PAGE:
Small Guide to GNU gettext

This is a quick description of the gettext system.

For more complete, definitive information, see the manual.

Basic .po file format

.po files are human-editable text files. A comment is begun by a '#' character in the first column, and extends until the end of the line. Comment lines are also used by gettext's programs to indicate special "flags" and useful information.

All .po files contain "entries", one entry for each string to be translated. Entries should be separated from each other by a single blank line.

A typical entry looks like:

	#: DialogsWxw/AddFilesDialog.cpp:1124
	#, c-format
	msgid "Set format to %s"
	msgstr "Setze Format auf %s"

The first line of the entry, which begins with "#:", is a list of all the places in the source code that contains the string being translated. There may be several of these lines.

The second line, which begins with "#,", contains "flags". The flags line is not always present. In this case a single flag (", c-format") is specified - this means that the string being translated is a C format string, i.e. it contains markers such as %s and %d which will be replaced with other text when the program runs.

Note that a few of the strings in the Setup folder contains the marker %n - this is a special marker used by the installer to indicate a line break.

The third line, which begins with "msgid", is the English-language string being translated. It may span more than one line, as in:

	#: CVSGlue/CVSAction.cpp:919
	#, c-format
	msgid ""
	"The server's host key is not cached in the registry.\n"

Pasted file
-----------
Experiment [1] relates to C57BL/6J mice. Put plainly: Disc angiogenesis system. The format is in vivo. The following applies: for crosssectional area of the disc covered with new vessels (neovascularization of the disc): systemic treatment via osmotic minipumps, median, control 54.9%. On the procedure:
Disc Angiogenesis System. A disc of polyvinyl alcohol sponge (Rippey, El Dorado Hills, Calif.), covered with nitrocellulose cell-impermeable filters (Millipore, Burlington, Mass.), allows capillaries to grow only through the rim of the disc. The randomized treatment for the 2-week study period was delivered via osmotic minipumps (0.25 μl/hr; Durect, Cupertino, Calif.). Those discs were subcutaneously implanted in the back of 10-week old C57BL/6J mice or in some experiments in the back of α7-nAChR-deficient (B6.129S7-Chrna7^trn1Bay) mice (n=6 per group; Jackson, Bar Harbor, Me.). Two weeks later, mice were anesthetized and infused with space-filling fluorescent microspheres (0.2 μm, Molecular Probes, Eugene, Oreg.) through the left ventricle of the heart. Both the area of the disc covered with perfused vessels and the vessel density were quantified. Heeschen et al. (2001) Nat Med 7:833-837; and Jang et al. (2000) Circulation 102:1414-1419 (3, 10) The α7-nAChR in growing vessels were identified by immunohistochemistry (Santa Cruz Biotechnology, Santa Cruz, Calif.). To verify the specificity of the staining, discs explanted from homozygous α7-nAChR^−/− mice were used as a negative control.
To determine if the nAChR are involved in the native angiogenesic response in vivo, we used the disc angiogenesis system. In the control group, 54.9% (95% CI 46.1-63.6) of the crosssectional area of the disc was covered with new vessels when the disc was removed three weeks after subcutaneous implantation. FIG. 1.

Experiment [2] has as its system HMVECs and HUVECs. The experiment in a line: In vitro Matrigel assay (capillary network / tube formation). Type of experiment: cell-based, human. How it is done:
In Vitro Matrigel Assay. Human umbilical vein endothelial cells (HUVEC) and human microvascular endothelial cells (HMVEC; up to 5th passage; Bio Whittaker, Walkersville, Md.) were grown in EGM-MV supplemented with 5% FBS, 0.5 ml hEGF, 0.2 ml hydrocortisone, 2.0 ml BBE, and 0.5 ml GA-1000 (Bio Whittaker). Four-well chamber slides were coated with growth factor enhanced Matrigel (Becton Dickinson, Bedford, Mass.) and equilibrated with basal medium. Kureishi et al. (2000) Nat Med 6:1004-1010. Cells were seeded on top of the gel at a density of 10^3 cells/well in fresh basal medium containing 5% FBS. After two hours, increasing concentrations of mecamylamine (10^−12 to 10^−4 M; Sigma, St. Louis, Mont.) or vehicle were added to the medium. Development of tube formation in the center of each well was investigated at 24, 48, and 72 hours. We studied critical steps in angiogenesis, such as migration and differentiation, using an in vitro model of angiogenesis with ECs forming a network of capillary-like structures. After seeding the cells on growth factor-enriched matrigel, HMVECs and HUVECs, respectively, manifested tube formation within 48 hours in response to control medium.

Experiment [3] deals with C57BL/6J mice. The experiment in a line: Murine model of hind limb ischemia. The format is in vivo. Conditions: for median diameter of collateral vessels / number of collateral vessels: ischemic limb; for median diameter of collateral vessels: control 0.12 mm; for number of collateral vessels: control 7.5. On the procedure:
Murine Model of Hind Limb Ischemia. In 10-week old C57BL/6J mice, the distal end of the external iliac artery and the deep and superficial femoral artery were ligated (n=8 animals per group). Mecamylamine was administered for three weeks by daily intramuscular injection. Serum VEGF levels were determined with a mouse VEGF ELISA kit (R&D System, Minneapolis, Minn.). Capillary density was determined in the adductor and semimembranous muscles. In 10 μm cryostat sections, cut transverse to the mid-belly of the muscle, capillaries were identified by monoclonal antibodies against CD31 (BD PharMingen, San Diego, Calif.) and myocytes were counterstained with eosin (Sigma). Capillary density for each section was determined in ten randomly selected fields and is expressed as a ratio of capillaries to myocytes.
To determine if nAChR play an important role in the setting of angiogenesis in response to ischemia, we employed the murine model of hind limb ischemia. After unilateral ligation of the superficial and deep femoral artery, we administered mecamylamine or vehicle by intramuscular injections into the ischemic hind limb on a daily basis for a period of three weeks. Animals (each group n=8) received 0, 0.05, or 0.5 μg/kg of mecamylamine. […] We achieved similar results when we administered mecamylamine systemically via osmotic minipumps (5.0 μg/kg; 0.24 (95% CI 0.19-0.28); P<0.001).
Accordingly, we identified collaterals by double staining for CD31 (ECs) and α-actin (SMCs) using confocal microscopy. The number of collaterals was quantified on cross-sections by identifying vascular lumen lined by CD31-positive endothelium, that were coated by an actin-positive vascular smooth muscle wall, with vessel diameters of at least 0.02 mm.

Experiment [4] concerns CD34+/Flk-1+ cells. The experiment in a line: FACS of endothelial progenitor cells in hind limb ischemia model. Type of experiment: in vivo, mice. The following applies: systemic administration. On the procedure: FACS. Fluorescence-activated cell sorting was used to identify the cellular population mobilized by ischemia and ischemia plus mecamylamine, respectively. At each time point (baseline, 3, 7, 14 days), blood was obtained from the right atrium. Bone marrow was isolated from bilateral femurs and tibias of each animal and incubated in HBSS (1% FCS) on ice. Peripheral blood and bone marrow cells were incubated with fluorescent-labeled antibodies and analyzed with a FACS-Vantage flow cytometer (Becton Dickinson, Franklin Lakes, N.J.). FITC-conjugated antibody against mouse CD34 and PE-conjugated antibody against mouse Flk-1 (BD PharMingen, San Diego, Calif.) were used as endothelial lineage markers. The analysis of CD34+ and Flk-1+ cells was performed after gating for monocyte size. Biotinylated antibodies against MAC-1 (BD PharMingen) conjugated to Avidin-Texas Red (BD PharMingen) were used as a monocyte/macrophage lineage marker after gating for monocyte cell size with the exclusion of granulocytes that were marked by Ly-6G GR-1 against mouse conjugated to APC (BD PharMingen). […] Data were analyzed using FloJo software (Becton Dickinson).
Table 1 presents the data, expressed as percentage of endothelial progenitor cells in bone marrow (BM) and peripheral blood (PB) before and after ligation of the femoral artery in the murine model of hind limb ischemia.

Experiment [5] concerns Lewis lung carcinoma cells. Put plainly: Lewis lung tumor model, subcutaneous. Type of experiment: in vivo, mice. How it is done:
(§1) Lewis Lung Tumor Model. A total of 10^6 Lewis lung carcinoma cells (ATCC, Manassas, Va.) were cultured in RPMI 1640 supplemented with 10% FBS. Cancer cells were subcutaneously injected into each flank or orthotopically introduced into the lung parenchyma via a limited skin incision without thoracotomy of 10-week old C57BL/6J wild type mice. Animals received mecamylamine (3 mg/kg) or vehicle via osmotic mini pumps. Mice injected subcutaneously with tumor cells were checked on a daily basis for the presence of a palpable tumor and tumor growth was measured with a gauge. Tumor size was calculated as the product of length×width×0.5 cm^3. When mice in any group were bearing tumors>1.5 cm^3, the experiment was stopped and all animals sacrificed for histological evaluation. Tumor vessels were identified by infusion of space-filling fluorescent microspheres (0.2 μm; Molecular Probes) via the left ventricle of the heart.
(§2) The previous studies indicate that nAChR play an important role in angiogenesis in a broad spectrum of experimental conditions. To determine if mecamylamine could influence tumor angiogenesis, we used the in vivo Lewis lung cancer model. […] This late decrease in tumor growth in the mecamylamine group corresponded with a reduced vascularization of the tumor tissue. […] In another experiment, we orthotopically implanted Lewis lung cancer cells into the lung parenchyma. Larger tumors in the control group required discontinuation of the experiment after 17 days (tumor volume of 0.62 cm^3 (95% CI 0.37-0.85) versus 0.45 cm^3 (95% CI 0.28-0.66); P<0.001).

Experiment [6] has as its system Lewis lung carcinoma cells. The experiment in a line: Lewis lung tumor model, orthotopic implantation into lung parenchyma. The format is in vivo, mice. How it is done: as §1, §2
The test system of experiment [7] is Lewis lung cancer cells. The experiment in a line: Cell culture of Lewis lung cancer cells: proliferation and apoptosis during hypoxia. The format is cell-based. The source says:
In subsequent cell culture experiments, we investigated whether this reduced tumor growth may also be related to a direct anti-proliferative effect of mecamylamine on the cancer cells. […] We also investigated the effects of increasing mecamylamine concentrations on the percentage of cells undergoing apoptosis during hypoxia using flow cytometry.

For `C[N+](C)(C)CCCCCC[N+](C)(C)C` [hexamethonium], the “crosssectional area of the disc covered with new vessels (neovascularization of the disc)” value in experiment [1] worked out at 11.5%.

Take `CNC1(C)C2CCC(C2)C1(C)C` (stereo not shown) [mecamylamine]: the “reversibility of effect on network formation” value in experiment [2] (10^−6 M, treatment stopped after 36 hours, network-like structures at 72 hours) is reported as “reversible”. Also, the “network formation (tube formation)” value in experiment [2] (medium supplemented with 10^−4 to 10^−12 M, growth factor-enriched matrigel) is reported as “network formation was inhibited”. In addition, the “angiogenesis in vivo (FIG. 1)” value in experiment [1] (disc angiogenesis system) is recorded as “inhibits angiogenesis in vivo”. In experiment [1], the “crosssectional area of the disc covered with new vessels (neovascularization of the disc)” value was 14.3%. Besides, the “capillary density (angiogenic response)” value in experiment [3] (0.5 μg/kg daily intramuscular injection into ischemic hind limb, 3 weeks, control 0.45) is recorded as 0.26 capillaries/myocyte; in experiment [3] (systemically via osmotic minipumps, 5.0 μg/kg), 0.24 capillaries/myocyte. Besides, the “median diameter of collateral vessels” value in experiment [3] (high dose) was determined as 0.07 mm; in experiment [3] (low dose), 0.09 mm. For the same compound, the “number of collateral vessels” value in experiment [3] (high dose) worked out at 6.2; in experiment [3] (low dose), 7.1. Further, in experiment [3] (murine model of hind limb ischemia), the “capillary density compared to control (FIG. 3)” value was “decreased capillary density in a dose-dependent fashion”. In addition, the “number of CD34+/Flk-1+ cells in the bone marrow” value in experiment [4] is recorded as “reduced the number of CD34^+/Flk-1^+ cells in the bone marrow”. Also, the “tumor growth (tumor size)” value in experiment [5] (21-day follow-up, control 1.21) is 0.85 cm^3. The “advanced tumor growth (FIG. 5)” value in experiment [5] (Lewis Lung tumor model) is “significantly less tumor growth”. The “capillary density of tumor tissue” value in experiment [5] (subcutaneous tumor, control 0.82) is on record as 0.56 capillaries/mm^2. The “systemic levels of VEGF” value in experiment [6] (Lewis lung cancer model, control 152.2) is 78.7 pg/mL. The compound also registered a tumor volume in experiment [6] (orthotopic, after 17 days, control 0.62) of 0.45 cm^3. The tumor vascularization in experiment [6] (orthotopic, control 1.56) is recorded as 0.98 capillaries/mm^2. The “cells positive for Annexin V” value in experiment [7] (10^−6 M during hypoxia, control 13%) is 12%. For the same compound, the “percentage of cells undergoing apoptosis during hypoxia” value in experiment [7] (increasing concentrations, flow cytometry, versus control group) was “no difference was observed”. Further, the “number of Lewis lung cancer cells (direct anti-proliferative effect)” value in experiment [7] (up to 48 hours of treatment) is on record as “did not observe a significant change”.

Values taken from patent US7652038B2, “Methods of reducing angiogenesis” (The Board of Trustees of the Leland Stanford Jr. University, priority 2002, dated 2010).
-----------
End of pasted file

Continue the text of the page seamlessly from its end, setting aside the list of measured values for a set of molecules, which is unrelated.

"Key fingerprint: %s\n"
	"If you trust this host, hit \"Yes\" to add the key to the cache.\n"
	"If you want to connect just once, hit \"No\".\n"
	"If you don't trust this host, hit \"Cancel\".\n"

The fourth line, which begins with "msgstr", is the translated string. It may also span more than one line.

In the text above, the sequence \n indicates a line break. You will usually want to keep the line breaks at the same places in the translated string.

How to check your .po file

To check for errors in the .po file, run the script located in the same folder as the .po files. (You will need Perl installed to do this).

Fuzzy entries

When the messages in the TortoiseCVS source code are changed, or new messages are added, the existing PO files are automatically updated.

If a message has been added to the source code, it is simply inserted into the PO files without a translation.

If a message has changed since the translation was made, several things happen:

When you next check the translation, search for any entries marked as "fuzzy". Then, update the translation as required, and remove the "fuzzy" flag. Be careful here: If there are no other flags, simply remove the entire line. If there are other flags, e.g.

	#, fuzzy, c-format
remove only the "fuzzy" flag:
	#, c-format